- A $20 gift lets us obtain solid faith formation resources that can deepen your spirituality and knowledge of the faith.
- A small, automated monthly donation means you can support us continually and easily.
Won't you consider making a gift today?
Please join in the church's vital mission of communications by offering a gift in whatever amount that you can ― a single gift of $40, $50, $100, or more, or a monthly donation. Your gift will strengthen the fabric of our entire Catholic community and sustain CatholicPhilly.com as your trusted news source. Thank you in advance!
Make your donation by credit card here:
Or make your donation by check:
222 N. 17th Street
Philadelphia, PA 19103
PREVIOUS: Nuns on the Bus workshops in Philadelphia prompts dialogue on issues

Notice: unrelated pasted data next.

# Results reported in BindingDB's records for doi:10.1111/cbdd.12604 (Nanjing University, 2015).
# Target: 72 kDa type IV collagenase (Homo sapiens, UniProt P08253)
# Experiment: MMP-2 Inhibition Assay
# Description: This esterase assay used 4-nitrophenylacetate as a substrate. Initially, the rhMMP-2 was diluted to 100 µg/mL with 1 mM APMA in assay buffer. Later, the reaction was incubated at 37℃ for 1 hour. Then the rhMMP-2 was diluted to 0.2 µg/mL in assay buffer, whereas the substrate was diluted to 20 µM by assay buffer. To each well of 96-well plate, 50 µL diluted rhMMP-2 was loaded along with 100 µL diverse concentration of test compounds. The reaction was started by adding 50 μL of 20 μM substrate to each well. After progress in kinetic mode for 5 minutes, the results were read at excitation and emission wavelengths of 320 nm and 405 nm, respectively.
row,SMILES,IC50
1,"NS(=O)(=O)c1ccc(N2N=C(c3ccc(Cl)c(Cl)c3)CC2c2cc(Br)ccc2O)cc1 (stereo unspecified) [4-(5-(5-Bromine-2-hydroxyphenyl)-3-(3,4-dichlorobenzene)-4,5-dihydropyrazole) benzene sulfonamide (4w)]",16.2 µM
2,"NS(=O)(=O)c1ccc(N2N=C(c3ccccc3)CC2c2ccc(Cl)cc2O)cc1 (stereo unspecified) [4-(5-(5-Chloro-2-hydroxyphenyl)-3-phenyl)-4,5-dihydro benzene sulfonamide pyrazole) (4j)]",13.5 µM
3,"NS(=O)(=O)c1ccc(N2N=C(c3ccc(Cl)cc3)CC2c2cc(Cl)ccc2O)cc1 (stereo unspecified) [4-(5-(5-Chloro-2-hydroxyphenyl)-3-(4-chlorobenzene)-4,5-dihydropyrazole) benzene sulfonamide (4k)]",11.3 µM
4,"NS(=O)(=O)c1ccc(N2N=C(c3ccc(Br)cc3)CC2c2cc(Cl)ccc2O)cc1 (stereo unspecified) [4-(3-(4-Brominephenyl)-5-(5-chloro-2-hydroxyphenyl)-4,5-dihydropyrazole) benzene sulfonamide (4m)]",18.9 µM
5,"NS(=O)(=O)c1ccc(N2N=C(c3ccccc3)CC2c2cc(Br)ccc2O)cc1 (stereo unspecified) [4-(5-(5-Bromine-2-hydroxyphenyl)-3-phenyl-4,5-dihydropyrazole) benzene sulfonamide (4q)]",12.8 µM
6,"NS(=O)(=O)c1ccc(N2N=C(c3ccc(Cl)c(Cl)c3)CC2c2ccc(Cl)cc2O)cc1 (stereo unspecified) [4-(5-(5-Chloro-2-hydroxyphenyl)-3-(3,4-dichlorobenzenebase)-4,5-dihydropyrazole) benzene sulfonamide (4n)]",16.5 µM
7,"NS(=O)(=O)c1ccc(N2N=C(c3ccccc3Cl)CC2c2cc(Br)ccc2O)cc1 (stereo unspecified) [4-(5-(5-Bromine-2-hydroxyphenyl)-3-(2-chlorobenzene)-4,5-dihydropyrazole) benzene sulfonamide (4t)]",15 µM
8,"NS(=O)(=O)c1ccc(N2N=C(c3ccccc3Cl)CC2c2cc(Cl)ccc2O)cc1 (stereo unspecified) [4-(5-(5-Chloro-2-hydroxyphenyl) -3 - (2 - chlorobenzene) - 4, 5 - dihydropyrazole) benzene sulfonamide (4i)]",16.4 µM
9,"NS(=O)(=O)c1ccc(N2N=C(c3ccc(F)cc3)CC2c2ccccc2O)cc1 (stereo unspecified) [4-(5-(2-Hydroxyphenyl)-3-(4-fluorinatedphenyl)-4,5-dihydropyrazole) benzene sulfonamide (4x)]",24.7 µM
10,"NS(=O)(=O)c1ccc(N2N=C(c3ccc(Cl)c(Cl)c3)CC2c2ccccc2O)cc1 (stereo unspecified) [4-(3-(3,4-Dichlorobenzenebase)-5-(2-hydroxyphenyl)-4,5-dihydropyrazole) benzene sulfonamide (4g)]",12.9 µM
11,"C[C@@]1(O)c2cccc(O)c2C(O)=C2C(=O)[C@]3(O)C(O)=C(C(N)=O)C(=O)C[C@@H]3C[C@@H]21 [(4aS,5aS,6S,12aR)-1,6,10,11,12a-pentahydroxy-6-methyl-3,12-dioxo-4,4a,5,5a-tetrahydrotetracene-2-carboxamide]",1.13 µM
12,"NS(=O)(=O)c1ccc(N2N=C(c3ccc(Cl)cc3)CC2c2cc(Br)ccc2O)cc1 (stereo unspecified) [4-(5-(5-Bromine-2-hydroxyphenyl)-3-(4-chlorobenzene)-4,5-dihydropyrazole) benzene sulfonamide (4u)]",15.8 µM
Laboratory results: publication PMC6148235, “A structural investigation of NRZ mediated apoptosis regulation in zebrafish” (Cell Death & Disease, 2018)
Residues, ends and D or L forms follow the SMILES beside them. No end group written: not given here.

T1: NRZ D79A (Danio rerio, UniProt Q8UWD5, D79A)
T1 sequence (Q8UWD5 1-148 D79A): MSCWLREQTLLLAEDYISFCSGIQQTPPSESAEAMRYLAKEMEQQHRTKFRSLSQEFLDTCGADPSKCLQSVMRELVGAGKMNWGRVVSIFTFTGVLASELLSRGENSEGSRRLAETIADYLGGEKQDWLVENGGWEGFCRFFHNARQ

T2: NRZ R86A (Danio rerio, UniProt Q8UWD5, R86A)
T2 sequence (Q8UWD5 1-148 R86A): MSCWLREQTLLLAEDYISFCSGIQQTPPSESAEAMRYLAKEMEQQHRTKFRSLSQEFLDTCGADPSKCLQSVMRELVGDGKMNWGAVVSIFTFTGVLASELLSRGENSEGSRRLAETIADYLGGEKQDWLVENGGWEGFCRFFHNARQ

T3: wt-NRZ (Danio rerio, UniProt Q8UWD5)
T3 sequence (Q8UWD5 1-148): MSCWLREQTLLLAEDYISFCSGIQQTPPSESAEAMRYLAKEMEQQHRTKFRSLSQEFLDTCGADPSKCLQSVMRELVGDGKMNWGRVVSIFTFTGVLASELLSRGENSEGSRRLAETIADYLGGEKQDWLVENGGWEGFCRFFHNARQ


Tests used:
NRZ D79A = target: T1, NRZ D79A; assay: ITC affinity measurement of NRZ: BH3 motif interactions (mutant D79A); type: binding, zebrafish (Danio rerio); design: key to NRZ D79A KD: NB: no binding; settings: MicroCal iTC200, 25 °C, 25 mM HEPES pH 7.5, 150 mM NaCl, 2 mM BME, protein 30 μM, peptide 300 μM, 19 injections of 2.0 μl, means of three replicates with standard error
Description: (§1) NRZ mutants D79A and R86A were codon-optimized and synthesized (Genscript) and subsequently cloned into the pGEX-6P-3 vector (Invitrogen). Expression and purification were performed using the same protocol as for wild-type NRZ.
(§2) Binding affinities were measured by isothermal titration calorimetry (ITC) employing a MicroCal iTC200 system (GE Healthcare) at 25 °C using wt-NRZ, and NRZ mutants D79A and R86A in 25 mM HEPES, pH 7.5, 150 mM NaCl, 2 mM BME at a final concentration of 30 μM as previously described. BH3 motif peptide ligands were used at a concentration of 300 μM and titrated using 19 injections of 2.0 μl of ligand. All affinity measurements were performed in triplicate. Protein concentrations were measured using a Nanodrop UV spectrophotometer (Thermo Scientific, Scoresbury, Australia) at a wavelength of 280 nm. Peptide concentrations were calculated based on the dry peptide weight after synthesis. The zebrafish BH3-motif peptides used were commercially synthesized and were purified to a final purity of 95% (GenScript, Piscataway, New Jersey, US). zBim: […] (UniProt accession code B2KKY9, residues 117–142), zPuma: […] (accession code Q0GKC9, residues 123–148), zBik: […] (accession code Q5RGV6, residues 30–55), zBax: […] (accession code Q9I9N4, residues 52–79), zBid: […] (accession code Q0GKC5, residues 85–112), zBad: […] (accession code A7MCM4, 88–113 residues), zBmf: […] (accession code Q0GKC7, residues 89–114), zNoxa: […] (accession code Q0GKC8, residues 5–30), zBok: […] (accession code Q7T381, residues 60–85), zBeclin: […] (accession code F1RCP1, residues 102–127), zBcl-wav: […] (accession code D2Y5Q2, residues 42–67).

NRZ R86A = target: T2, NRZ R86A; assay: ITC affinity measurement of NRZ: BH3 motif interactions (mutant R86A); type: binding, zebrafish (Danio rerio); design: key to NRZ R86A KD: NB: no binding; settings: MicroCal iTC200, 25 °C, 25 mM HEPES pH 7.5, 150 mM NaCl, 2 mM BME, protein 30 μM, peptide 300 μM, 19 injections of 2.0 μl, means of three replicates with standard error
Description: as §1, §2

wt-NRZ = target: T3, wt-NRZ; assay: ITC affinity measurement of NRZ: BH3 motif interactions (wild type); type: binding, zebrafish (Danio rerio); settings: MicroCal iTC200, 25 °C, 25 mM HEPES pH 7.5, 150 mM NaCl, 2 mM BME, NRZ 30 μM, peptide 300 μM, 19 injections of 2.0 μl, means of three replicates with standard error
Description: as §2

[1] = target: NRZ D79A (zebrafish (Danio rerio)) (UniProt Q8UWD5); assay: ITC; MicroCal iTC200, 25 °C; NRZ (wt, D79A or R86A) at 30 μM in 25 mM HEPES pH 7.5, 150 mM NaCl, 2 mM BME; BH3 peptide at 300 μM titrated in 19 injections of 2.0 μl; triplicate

NEXT: Democrat: To gain seats in Congress, party must make room for pro-lifers
How can Fr. Bryon associate himself with this very liberal Democratic convention? People who advocate PRO CHOICE, Vice President Biden who receives the Blessed Sacrament , among other Catholics in this party espousing these sentiments. People who have no seeming concern for the lives of our Police and other first responders. I am deeply saddened by this appearance by a member of the clergy.
Cardinal O’Malley should spend more time worrying over Clinton’s abortion platform , email crimes and socialist views..
Why didn’T Father mention Jesus in his prayer to the DNC?
I believe they are supposed to keep the opening & closing prayers acceptable to non-christians. Hence, “Lord God, creator and ruler of the universe…”
That phrase is acceptable to all religions.
With that said, it is very sad that we have a party which is so anti-Catholic. It really makes me sad.
Lord have mercy on us all, Amen.